H2 inhibits vascular remodeling by improving ECs and lipid function, suppressing VSMCs proliferation and migration, and attenuating inflammatory cell accumulation. Therefore, to design a kind of intravascular stent which can release H2 might be a good strategy for suppressing restenosis.”

The Effects of H2 in Heart Diseases

In response to pathophysiological stimuli, such as myocardial I/R, hypertension, or neurohumoral triggers, multiple molecular and cellular processes contribute to changes in the size, shape, structure, and function of the heart (ventricular remodeling). The increased production of endothelin-1 (ET-1), Ang II, catecholamines, and pro-inflammatory cytokines activates their cognate receptors and downstream signaling events, which leads to cardiomyocyte necrosis, apoptosis, autophagy, or hypertrophy; and promotes fibroblast activation to produce collagen and other proteins that cause fibrosis (the thickening and scarring of connective tissues). Recently, it was shown that H2 can prevent various heart diseases through blocking parts of the molecular and cellular signaling events described above.

Understanding the Impact of H2 in Heart Disease Models

Gut microbiota-derived H2 slightly but significantly reduces myocardial infarct size. The inhaled H2 was rapidly transported to the ischemic myocardium before coronary blood flow was reestablished in the occluded region, and inhalation of 2% H2 at the onset of ischemia and continued for 60 min after reperfusion reduces infarct size, lowers LV-end-diastolic pressure (LVEDP), and reduces pathological remodeling and improves cardiac function 30 days after myocardial I/R injury. In swine, inhalation of 2% H2 improves myocardial stunning, and inhalation of 4% but not 2% H2 reduces myocardial infarct size.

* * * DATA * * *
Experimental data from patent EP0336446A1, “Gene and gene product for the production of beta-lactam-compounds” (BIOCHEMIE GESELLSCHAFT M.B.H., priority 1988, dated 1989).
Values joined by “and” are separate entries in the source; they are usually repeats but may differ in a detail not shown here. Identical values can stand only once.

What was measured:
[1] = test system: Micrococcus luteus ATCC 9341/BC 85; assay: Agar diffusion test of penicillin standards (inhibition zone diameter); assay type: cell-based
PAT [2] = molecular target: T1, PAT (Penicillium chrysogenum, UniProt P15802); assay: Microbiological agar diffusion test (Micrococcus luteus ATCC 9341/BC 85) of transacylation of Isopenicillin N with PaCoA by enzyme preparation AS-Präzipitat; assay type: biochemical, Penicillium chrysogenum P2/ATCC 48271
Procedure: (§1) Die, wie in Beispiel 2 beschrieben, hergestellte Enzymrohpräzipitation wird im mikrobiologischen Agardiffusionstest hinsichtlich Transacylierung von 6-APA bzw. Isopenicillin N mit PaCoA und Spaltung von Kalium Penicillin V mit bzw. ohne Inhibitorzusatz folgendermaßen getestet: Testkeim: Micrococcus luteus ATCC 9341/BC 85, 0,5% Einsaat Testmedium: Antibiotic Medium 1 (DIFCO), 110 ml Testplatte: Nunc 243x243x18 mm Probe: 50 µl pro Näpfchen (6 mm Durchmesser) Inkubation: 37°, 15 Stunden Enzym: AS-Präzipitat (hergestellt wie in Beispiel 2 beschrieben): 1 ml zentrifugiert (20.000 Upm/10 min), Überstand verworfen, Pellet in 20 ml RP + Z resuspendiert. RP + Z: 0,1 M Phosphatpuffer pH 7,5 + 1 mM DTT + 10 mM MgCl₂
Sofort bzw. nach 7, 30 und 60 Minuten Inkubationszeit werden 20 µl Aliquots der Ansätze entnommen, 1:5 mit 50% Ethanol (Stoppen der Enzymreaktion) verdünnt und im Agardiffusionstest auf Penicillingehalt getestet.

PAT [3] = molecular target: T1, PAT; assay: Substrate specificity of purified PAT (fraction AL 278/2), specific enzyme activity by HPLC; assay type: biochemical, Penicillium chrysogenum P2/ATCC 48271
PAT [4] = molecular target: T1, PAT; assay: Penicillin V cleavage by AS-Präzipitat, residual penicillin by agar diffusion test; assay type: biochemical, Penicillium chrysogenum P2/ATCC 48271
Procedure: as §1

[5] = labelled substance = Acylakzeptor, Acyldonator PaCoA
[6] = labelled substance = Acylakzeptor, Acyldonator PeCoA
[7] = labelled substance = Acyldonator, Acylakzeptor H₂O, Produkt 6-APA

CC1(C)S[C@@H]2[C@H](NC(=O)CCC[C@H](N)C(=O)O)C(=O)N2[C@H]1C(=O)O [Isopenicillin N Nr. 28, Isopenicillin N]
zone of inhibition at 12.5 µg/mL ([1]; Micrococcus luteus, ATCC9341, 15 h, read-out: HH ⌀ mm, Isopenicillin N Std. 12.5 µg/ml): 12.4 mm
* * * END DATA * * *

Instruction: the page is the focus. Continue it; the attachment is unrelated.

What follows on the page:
Similar to H2, nitric oxide (NO) also has the ability to decrease the infarct size in myocardial I/R injury. However, NO has cytotoxicity by producing reactive nitrogen species (RNS), such as peroxynitrite, which can react with the tyrosine at the active site of vital enzymes (such as Tyr6, Tyr32, and Tyr78 in mouse GST-μ) and cellular components. These adverse effects can be reversed by H2 inhalation. Breathing NO plus H2 can reduce cardiac injury and augment recovery of the left ventricular function, by eliminating the adverse by-products of NO inhalation alone, nitrotyrosine. Besides H2 inhalation, Sun Xuejun Group indicated that intraperitoneal injection of H2-rich saline attenuates myocardial I/R injury and improves cardiac function through anti-oxidative, anti-apoptotic, and anti-inflammatory effects. Recently, Yan Fei Group developed an ultrasound-visible H2 delivery system by loading H2 inside microbubbles (H2-MBs) to prevent myocardial I/R injury. Moreover, an in vitro study revealed that the cardioprotection induced by hypoxic postconditioning can be augmented by molecular H2 infusion. A clinical study has shown that H2 inhalation (1.3% H2) during primary percutaneous coronary intervention (PCI) is a feasible and safe treatment option for patients with ST-elevated myocardial infarction and may prevent adverse left ventricular remodeling after primary PCI.